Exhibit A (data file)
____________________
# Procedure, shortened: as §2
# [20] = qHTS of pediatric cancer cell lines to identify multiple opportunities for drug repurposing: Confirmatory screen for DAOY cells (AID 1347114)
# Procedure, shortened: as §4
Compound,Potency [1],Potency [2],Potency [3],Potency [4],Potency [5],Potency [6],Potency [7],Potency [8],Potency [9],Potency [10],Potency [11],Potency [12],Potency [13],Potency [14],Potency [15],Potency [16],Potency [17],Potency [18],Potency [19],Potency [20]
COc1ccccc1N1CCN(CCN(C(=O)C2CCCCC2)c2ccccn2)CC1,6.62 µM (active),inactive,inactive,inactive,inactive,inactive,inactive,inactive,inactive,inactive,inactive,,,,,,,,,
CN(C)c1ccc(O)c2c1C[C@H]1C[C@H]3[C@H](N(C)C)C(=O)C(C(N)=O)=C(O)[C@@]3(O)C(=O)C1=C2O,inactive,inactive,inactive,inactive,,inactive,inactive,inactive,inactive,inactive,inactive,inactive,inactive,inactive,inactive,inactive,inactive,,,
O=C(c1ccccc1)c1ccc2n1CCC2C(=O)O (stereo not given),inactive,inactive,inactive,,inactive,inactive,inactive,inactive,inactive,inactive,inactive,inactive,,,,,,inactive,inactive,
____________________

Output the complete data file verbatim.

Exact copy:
# Procedure, shortened: as §2
# [20] = qHTS of pediatric cancer cell lines to identify multiple opportunities for drug repurposing: Confirmatory screen for DAOY cells (AID 1347114)
# Procedure, shortened: as §4
Compound,Potency [1],Potency [2],Potency [3],Potency [4],Potency [5],Potency [6],Potency [7],Potency [8],Potency [9],Potency [10],Potency [11],Potency [12],Potency [13],Potency [14],Potency [15],Potency [16],Potency [17],Potency [18],Potency [19],Potency [20]
COc1ccccc1N1CCN(CCN(C(=O)C2CCCCC2)c2ccccn2)CC1,6.62 µM (active),inactive,inactive,inactive,inactive,inactive,inactive,inactive,inactive,inactive,inactive,,,,,,,,,
CN(C)c1ccc(O)c2c1C[C@H]1C[C@H]3[C@H](N(C)C)C(=O)C(C(N)=O)=C(O)[C@@]3(O)C(=O)C1=C2O,inactive,inactive,inactive,inactive,,inactive,inactive,inactive,inactive,inactive,inactive,inactive,inactive,inactive,inactive,inactive,inactive,,,
O=C(c1ccccc1)c1ccc2n1CCC2C(=O)O (stereo not given),inactive,inactive,inactive,,inactive,inactive,inactive,inactive,inactive,inactive,inactive,inactive,,,,,,inactive,inactive,